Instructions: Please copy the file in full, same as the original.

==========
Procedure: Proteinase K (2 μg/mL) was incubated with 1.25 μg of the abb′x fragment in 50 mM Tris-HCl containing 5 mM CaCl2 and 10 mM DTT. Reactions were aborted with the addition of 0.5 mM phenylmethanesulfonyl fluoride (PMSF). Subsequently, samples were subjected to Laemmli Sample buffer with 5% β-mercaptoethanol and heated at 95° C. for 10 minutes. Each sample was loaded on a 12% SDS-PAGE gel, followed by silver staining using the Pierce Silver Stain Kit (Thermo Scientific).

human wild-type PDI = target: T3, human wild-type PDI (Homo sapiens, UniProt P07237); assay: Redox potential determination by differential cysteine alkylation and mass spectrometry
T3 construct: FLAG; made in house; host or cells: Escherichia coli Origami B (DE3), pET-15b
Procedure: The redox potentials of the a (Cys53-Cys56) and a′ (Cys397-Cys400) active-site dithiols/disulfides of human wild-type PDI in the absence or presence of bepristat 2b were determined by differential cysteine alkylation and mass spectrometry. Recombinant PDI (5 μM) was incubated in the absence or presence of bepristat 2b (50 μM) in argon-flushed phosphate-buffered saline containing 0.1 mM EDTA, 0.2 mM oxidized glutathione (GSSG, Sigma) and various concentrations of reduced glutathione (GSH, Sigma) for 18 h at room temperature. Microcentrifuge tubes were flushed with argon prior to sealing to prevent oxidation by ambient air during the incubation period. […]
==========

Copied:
Procedure: Proteinase K (2 μg/mL) was incubated with 1.25 μg of the abb′x fragment in 50 mM Tris-HCl containing 5 mM CaCl2 and 10 mM DTT. Reactions were aborted with the addition of 0.5 mM phenylmethanesulfonyl fluoride (PMSF). Subsequently, samples were subjected to Laemmli Sample buffer with 5% β-mercaptoethanol and heated at 95° C. for 10 minutes. Each sample was loaded on a 12% SDS-PAGE gel, followed by silver staining using the Pierce Silver Stain Kit (Thermo Scientific).

human wild-type PDI = target: T3, human wild-type PDI (Homo sapiens, UniProt P07237); assay: Redox potential determination by differential cysteine alkylation and mass spectrometry
T3 construct: FLAG; made in house; host or cells: Escherichia coli Origami B (DE3), pET-15b
Procedure: The redox potentials of the a (Cys53-Cys56) and a′ (Cys397-Cys400) active-site dithiols/disulfides of human wild-type PDI in the absence or presence of bepristat 2b were determined by differential cysteine alkylation and mass spectrometry. Recombinant PDI (5 μM) was incubated in the absence or presence of bepristat 2b (50 μM) in argon-flushed phosphate-buffered saline containing 0.1 mM EDTA, 0.2 mM oxidized glutathione (GSSG, Sigma) and various concentrations of reduced glutathione (GSH, Sigma) for 18 h at room temperature. Microcentrifuge tubes were flushed with argon prior to sealing to prevent oxidation by ambient air during the incubation period. […]